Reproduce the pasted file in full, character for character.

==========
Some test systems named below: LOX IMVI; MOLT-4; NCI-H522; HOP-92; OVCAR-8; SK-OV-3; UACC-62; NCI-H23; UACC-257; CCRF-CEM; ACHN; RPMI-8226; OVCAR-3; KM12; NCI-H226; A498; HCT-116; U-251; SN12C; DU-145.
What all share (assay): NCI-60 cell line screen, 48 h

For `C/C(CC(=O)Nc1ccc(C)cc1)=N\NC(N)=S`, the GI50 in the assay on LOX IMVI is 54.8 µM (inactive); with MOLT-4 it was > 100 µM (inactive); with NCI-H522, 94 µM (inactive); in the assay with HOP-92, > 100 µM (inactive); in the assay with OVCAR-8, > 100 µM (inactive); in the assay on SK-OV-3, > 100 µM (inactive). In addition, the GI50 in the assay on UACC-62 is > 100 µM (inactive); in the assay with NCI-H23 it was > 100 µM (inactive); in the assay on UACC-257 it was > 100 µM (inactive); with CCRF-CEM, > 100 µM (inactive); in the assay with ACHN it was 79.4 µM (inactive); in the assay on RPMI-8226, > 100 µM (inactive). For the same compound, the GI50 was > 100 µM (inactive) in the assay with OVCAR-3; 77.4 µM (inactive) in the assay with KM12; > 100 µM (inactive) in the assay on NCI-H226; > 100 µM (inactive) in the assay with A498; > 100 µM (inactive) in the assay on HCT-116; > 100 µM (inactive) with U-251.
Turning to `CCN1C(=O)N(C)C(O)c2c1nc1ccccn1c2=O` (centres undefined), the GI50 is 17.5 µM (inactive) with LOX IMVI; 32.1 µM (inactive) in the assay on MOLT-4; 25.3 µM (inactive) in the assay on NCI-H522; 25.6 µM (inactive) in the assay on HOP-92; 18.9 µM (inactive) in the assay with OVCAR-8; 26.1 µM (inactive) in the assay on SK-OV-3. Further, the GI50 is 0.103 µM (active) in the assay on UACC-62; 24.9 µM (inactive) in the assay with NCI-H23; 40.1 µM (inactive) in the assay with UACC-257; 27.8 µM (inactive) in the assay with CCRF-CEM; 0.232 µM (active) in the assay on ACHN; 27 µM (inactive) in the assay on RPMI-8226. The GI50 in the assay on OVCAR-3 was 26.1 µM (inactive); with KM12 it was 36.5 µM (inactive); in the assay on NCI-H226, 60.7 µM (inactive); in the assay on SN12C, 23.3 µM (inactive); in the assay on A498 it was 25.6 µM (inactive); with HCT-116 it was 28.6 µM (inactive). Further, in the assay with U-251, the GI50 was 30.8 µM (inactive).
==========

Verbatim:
Some test systems named below: LOX IMVI; MOLT-4; NCI-H522; HOP-92; OVCAR-8; SK-OV-3; UACC-62; NCI-H23; UACC-257; CCRF-CEM; ACHN; RPMI-8226; OVCAR-3; KM12; NCI-H226; A498; HCT-116; U-251; SN12C; DU-145.
What all share (assay): NCI-60 cell line screen, 48 h

For `C/C(CC(=O)Nc1ccc(C)cc1)=N\NC(N)=S`, the GI50 in the assay on LOX IMVI is 54.8 µM (inactive); with MOLT-4 it was > 100 µM (inactive); with NCI-H522, 94 µM (inactive); in the assay with HOP-92, > 100 µM (inactive); in the assay with OVCAR-8, > 100 µM (inactive); in the assay on SK-OV-3, > 100 µM (inactive). In addition, the GI50 in the assay on UACC-62 is > 100 µM (inactive); in the assay with NCI-H23 it was > 100 µM (inactive); in the assay on UACC-257 it was > 100 µM (inactive); with CCRF-CEM, > 100 µM (inactive); in the assay with ACHN it was 79.4 µM (inactive); in the assay on RPMI-8226, > 100 µM (inactive). For the same compound, the GI50 was > 100 µM (inactive) in the assay with OVCAR-3; 77.4 µM (inactive) in the assay with KM12; > 100 µM (inactive) in the assay on NCI-H226; > 100 µM (inactive) in the assay with A498; > 100 µM (inactive) in the assay on HCT-116; > 100 µM (inactive) with U-251.
Turning to `CCN1C(=O)N(C)C(O)c2c1nc1ccccn1c2=O` (centres undefined), the GI50 is 17.5 µM (inactive) with LOX IMVI; 32.1 µM (inactive) in the assay on MOLT-4; 25.3 µM (inactive) in the assay on NCI-H522; 25.6 µM (inactive) in the assay on HOP-92; 18.9 µM (inactive) in the assay with OVCAR-8; 26.1 µM (inactive) in the assay on SK-OV-3. Further, the GI50 is 0.103 µM (active) in the assay on UACC-62; 24.9 µM (inactive) in the assay with NCI-H23; 40.1 µM (inactive) in the assay with UACC-257; 27.8 µM (inactive) in the assay with CCRF-CEM; 0.232 µM (active) in the assay on ACHN; 27 µM (inactive) in the assay on RPMI-8226. The GI50 in the assay on OVCAR-3 was 26.1 µM (inactive); with KM12 it was 36.5 µM (inactive); in the assay on NCI-H226, 60.7 µM (inactive); in the assay on SN12C, 23.3 µM (inactive); in the assay on A498 it was 25.6 µM (inactive); with HCT-116 it was 28.6 µM (inactive). Further, in the assay with U-251, the GI50 was 30.8 µM (inactive).